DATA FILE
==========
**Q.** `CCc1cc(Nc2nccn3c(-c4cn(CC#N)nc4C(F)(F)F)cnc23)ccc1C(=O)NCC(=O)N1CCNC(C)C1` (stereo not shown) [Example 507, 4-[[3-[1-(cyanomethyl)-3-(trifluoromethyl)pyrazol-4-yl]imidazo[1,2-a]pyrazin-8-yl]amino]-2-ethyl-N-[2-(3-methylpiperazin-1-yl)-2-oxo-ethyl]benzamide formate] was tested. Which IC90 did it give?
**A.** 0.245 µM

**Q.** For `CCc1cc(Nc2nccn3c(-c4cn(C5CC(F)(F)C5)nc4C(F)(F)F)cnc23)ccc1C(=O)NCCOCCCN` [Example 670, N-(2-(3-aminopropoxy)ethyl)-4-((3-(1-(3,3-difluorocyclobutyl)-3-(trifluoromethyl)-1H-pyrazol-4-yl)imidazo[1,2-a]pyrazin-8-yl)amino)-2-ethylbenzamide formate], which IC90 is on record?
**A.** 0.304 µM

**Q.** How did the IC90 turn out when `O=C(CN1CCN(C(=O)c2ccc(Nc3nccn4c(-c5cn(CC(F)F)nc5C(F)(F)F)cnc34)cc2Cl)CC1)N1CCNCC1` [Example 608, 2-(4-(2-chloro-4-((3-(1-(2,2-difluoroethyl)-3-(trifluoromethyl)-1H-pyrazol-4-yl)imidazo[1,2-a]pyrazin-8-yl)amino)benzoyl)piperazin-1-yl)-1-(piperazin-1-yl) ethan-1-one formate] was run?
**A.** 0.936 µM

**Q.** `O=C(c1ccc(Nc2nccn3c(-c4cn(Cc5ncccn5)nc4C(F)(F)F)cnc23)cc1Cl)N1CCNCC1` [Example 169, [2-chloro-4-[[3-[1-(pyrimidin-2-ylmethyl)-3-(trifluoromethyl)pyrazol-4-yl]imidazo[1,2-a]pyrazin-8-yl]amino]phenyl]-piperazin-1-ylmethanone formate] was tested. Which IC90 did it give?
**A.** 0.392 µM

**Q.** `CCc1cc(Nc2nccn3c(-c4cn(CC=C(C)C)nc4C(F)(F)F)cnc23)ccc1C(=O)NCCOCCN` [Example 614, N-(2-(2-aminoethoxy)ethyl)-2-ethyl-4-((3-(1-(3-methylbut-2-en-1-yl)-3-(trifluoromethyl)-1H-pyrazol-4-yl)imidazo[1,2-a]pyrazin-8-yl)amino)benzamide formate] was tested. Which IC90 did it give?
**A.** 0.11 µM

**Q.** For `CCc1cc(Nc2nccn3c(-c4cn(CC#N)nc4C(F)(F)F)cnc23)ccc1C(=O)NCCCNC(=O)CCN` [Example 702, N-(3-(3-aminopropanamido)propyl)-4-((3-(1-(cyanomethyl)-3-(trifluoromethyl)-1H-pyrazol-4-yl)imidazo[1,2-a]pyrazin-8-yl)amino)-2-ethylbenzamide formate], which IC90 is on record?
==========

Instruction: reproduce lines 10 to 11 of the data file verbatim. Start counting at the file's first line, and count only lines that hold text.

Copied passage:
**A.** 0.11 µM

**Q.** For `CCc1cc(Nc2nccn3c(-c4cn(CC#N)nc4C(F)(F)F)cnc23)ccc1C(=O)NCCCNC(=O)CCN` [Example 702, N-(3-(3-aminopropanamido)propyl)-4-((3-(1-(cyanomethyl)-3-(trifluoromethyl)-1H-pyrazol-4-yl)imidazo[1,2-a]pyrazin-8-yl)amino)-2-ethylbenzamide formate], which IC90 is on record?